Govt mulls introducing property disclosure provision

With the government preparing a five-year national strategy on Anti-Money Laundering and Combating the Financing of Terrorism (AML-CFT), discussions are being held for introducing a provision that Nepali citizens should declare their property to check possible money laundering activities.

A core group formed by the government and led by joint secretary of finance ministry Mahendra Gurung is preparing a national strategy on AML-CFT which is expected to include the aforementioned provision. A source involved in the strategy drafting said the provision has not been included so far, but discussions are underway to include it in the strategy.

It was also a matter of discussion during the group’s meeting with the International Monetary Fund (IMF) delegation that visited Nepal recently. “The IMF is also positive in this regard,” said another source. The IMF is providing technical support to prepare the national strategy.
Given that the introduction of the provision is a sensitive issue, the core group is not in haste to give it a top priority. “Our priority is to prepare other infrastructure on AML-CFT,” said an official involved in the strategy drafting.
The core group is set to bring the draft of the strategy for discussion soon. “We plan to give the final touch to the strategy this year and implement it from the next fiscal year,” said a source.
According to officials, the initial draft has stressed on preparing legal, institutional and operational mechanisms to control money laundering and terrorism financing. The strategy has also proposed other strategies to strengthen the capacity of institutions looking after AML-CFT.
“There is a provision of managing special technology and human resources for the Department of Revenue Investigation (DRI) and Financial Information Unit (FIU) under the Nepal Rastra Bank,” said the source.
The NRB is in process of installing sophisticated information technology systems in FIU. Likewise, the proposed strategy has also emphasised on creating awareness on the matter among politicians and general public.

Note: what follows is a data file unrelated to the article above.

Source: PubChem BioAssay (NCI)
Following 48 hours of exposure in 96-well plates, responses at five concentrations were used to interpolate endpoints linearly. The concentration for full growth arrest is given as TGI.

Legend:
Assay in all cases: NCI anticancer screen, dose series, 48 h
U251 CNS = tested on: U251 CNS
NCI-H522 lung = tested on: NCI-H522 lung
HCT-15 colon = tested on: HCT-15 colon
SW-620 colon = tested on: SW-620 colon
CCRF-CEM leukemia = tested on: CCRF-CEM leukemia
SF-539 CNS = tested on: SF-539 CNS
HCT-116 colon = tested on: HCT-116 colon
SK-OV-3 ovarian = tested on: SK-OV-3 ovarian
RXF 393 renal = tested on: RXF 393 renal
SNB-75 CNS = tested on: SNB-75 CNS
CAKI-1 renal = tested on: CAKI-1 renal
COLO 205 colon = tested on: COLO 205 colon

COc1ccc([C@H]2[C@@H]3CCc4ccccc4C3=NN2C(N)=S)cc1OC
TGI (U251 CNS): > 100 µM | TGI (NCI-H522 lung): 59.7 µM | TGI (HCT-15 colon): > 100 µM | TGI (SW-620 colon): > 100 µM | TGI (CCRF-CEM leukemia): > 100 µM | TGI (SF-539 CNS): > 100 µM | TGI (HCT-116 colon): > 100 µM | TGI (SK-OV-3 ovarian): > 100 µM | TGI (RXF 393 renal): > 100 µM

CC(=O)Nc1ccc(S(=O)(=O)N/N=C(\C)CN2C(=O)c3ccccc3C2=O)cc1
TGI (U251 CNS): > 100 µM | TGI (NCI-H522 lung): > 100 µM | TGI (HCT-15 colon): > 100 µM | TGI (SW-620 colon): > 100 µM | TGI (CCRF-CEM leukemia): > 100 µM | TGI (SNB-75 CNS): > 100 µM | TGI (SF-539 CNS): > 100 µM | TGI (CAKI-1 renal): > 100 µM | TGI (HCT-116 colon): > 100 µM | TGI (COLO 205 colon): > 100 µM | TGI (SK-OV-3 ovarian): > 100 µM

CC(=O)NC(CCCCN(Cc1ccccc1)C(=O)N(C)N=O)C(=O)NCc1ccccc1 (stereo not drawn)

The strategy also seeks coordination among the bodies responsible for probing money laundering and terrorism financing cases, according to the source.
Nepal has been under international scrutiny for its ‘failure’ to live up to its commitments made to the Financial Action Task Force (FATF), an inter-governmental body on AML-CFT formed by the G-20.
As per the country’s commitment, the Nepali Parliament should have endorsed the Anti-Money Laundering Act-first amendment, UN Anti-Corruption Convention and Anti-Organised Crime Convention by the end of 2010. Likewise, Mutual Legal Assistance Act, Extradition Act and Anti-Organised Crime Act were also required to be passed by the Parliament.

 Recently, International Cooperation Review Group, a sub-committee under the FATF called Nepali officials in Australia to inquire about the progress made in this regard.

The FATF is holding its plenary and working group meetings from Feb. 21-25 in Paris and it is expected to warn Nepal about non-compliance with its commitments, according to officials. However, it will decide on whether to blacklist Nepal in July after its regional partner—Asia Pacific Group on Money laundering (APG)—of which Nepal is also a member, submits Nepal’s progress report to FATF.
The APG is  currently preparing a mutual evaluation report of Nepal. It is expected to make public Nepal’s initial mutual evaluation report in March. This will be a basis for FATF to decide on Nepal in July.
source: Shrestha, Prithvi, Man (2011),"Govt mulls introducing property disclosure provision", The Kathmandu Post, feb 12 2011

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